The cabin size is more than sufficient. The bed is long and wide enough for two adults, again one porthole in the hull right where your head would lay down on a pillow and one opening skylight-hatch in the roof. I liked the colour scheme of dark lacquered wooden bulkheads and white lacquered ceiling which makes for a nice and bright atmosphere.

Port side cabin

The owner´s cabin forward is even bigger – not the bed, which roughly has the same size as the one in the cabin just seen – but there is a big sofa on starboard side that could easily act as a reclining chaise lounge or an excellent place for getting dressed and undressed after a long watch on sea. This cabin has it´s own en-suite bathroom. In this cabin I probably noticed at last how time has been moving on in yacht interior design in the last 20 years – such a “dark” cabin wouldn´t be acceptable in modern day cruising boats at all. Nevertheless, I personally am not so keen on having the biggest cabins as possible as I have the opinion that I anyway only sleep in here – as long as the berth is big enough, I´m fine.

Forward cabin (with questionable cushion design)

Entering through a big door in the forward bulkhead one will reach the sails locker which is also huge. I loved the big powerful retractable bow thruster mounted here – again, perfect for maintenance. The next bulkhead acts as watertight crash box and behind it is another big sails locker and the anchor chain locker, which is huge by itself as well. So much volume in this 16 metre yacht, it´s exciting to see.

Forward stowage with massive retractable bow thruster

The interior of this boat was really catching my imagination. The woodworks had been done in exceptional quality and craftmanship, so many full-timber pieces, nicely dune curves and this sense for accessories and style was exciting to see. You don´t get this level of joinery on current day cruisers. Thinly veneered lightweight plywood. 90 degrees-angles and sharp edges, that´s sadly enough the fact in at least nearly all production boats. It´s reassuring to see that there still are some boats around that don´t adhere to the light brushed Oak trend … can´t stand this anymore.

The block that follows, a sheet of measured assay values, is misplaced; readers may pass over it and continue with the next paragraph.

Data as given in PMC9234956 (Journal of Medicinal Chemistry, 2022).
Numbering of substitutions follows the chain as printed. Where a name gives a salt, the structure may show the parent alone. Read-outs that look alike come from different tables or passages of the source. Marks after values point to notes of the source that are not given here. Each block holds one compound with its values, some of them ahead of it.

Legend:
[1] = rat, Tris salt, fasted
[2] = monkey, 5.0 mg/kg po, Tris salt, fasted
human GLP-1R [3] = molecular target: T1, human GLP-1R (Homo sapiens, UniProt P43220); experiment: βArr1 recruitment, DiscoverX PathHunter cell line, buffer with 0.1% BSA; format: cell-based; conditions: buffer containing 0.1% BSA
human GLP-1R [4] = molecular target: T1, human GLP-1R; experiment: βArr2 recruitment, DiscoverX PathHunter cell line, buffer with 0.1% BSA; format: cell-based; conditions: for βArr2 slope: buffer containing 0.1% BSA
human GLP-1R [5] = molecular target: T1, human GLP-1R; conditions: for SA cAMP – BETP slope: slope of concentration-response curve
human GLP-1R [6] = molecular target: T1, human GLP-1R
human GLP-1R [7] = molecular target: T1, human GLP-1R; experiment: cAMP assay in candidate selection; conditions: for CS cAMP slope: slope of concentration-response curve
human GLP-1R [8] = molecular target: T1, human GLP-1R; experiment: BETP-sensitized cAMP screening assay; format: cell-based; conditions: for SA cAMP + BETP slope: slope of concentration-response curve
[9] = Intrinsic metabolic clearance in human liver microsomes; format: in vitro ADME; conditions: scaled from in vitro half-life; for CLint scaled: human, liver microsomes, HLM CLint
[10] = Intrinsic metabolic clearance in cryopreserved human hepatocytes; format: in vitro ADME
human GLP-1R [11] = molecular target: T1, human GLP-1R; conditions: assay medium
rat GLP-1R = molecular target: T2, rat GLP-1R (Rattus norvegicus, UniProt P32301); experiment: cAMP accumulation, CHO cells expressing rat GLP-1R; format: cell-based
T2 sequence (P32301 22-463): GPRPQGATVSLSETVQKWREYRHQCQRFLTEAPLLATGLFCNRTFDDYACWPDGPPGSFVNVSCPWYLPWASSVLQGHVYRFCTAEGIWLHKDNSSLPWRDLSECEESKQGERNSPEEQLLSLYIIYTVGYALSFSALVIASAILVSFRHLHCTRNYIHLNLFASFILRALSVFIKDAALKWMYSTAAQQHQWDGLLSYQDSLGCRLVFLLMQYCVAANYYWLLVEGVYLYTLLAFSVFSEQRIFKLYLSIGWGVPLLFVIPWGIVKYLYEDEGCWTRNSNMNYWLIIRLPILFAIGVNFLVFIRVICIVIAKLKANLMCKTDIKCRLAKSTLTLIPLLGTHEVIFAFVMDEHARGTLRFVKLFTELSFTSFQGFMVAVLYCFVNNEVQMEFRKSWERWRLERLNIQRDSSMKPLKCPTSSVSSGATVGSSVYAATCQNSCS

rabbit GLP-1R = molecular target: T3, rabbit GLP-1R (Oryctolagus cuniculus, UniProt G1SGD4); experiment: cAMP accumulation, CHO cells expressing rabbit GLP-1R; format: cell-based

A sleek, fast ULDB-cruiser

Lucky me we´ve also had one Finot-designed Cigale 16 out of the water so that I was able to take a look at her hull. The Cigale 16 was conceived by Finot as a fast sailing yacht. The boat bears resemblance with Open-racing yachts, which can best be seen at the nice, large flat transom (that by the way can take on a dinghy with no need for those awful davits).

The Cigale 16 has a very wide open cockpit – notice the flat entrance to below

But also the cockpit: It´s flat, the coamings are not too high. One single steering wheel on a single rudder blade. Nice big winches. Just love it! Of course, again, today you wouldn´t do a cockpit like this anymore: First of all people want free and effortless passage aft to a big bathing platform. The Cigale 16 can offer a platform but you´ll have to squeeze through between steering wheel and coaming. Then they want sunbathing-stuff all over the place. In the Cigale the cockpit is … just a cockpit.

Still a sleek look to that almost 30 years old concept

Looking at her full side I notice the portholes in the cabin roof which resemble a kind of loopholes. You wouldn´t do this on modern day boats and in fact that´s something which was redone accordingly by Marc Lombard in the second generation of the Cigale (which you can read here). On the other hand in the second gen Cigales the nice woodworks have also been replaced by more modern, angular and without doubt easier to manufacture joinery.

Round chined hull, single rudder blade

She has a nice sleek, yet somewhat flat-bottomed somewhat full-bodied hull. Round chines, for sure, make her having a nice seakind motion even in rough weather. Building an aluminium yacht with a perfect round chined hull is an art of it´s own, which I was able to witness by myself when I was visiting the Benjamins yard in Emden/Germany where the also famous Berckemeyer yachts are made.